The New International Encyclopædia/Auerbach, Berthold

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The New International Encyclopædia
Auerbach, Berthold
Edition of 1905. See also Berthold Auerbach on Wikipedia, and the disclaimer.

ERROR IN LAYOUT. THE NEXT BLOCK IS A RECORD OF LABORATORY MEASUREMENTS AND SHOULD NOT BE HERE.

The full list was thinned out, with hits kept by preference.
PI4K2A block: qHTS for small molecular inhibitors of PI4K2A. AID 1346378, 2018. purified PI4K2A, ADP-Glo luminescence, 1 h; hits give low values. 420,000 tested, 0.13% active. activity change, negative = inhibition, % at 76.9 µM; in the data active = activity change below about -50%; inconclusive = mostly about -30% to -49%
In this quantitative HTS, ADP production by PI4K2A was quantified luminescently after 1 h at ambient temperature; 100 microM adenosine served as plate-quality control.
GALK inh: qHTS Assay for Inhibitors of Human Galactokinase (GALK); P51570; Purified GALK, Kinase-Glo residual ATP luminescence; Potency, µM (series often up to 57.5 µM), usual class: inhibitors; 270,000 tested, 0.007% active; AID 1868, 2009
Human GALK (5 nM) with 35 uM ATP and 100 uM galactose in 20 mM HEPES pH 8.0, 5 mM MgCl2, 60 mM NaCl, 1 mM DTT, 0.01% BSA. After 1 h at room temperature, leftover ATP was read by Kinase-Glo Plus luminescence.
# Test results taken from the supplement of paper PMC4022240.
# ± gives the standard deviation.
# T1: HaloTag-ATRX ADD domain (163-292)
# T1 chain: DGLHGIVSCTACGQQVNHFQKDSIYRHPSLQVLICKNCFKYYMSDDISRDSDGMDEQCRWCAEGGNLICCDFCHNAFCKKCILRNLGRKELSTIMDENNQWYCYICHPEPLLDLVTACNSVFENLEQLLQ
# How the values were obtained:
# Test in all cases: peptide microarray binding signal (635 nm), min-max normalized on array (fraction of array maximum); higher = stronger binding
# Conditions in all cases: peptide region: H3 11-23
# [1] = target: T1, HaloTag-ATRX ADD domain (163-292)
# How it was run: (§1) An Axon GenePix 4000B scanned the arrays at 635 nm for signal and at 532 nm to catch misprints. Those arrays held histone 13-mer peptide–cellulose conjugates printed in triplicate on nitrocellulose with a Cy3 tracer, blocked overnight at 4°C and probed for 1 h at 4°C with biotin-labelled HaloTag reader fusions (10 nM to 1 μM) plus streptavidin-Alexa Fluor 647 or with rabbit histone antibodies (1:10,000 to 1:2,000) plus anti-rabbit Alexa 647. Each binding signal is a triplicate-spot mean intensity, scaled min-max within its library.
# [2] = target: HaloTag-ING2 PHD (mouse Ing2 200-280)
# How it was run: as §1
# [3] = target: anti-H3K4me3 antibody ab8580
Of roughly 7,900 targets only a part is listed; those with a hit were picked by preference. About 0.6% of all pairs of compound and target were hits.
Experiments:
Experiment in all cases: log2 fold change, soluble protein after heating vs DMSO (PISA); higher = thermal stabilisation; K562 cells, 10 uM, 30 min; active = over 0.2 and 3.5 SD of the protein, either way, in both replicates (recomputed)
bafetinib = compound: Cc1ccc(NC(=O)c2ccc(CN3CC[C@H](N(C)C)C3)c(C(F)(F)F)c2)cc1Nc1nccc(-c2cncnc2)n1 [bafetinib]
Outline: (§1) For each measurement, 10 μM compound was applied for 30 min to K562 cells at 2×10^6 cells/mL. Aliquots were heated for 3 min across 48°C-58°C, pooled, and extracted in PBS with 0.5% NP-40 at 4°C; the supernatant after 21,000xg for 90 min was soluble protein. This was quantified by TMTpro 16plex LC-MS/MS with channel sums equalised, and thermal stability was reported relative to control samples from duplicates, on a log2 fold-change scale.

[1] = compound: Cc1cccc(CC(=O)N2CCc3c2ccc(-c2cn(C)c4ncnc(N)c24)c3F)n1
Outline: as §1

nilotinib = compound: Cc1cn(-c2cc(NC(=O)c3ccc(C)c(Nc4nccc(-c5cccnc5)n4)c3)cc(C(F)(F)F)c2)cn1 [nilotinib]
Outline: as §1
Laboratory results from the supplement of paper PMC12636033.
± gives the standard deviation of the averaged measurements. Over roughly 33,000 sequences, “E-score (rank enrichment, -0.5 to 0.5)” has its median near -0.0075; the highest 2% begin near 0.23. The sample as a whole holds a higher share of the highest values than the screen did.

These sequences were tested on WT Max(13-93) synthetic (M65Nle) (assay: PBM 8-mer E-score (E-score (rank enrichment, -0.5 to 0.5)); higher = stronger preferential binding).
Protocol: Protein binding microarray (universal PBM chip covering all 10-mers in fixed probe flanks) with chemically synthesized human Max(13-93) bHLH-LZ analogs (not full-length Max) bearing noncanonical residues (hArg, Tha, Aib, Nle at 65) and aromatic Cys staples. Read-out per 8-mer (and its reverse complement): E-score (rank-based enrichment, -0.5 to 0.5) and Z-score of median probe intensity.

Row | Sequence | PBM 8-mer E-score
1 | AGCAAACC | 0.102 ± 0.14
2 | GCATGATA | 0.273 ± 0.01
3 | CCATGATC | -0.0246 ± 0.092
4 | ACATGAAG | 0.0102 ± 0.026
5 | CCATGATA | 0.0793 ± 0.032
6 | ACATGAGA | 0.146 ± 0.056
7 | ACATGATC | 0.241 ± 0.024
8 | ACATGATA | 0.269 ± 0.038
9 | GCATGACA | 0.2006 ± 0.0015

AUERBACH, ou'ẽr-bäG, Berthold (1812-82). A German novelist, born at Nordstetten. He was the founder of the contemporary German ‘tendency novel,’ in which fiction is used as a means of influencing public opinion on social, political, moral, and religious questions. Auerbach was of humble, Jewish parentage, but had a liberal education at Tübingen, Munich, and Heidelberg, and was a close student of Spinoza, whose complete works he translated (1841). Spinoza's philosophy can be traced in the ethics of his novels of the higher social life. His life was uneventful, though embittered at the close by the growth of German anti-Semitism. His best-known works are Das Judentum und die neueste Litteratur (1836); a semi-biographical novel, Spinoza (1837); Dichter und Kaufmann (1839); Der gebildete Bürger, an attempt to popularize philosophical subjects (1842); Schwarzwälder Dorfgeschichten (1843) — his first great success, widely translated, and expressing with a sympathetic realism the memories and scenes of youth. This was followed in the same field by the hardly less charming second series of Village Tales (1846), Barfüssele (1856); Joseph im Schnee (1861); Edelweiss (1861); a third series of tales, Nach dreissig Jahren (1876), Der Forstmeister (1879), and Brigitta (1880). Meantime he had written a mass of now insignificant journalistic work, and, among other novels, Auf der Höhe (1865), a philosophic romance, blending peasant life and character with that of the higher circles in a royal capital and country-seat. This was an attractive exhibition of doctrinaire ethics, and established his reputation in spite of errors in construction and style. Das Landhaus am Rhein (1869) was similar but less successful, and Waldfried (1874) sought vainly to draw literary inspiration from German unity and the French war. The rest of his forty volumes are negligible. All Auerbach's longer work is overweighted with philosophy and a leaden humor. He is best in emotional situations and the sentiments of simple natures; excellent in description, but weak in the management of plot. Still, Auf der Höhe has enough inherent reality to triumph over its faults, is still read and worth reading. Auerbach's talent appears to best advantage in the Dorfgeschichten and in such modest stories as Barfüssele, Edelweiss, and Brigitta. Consult Zabel, Berthold Auerbach (Berlin, 1882).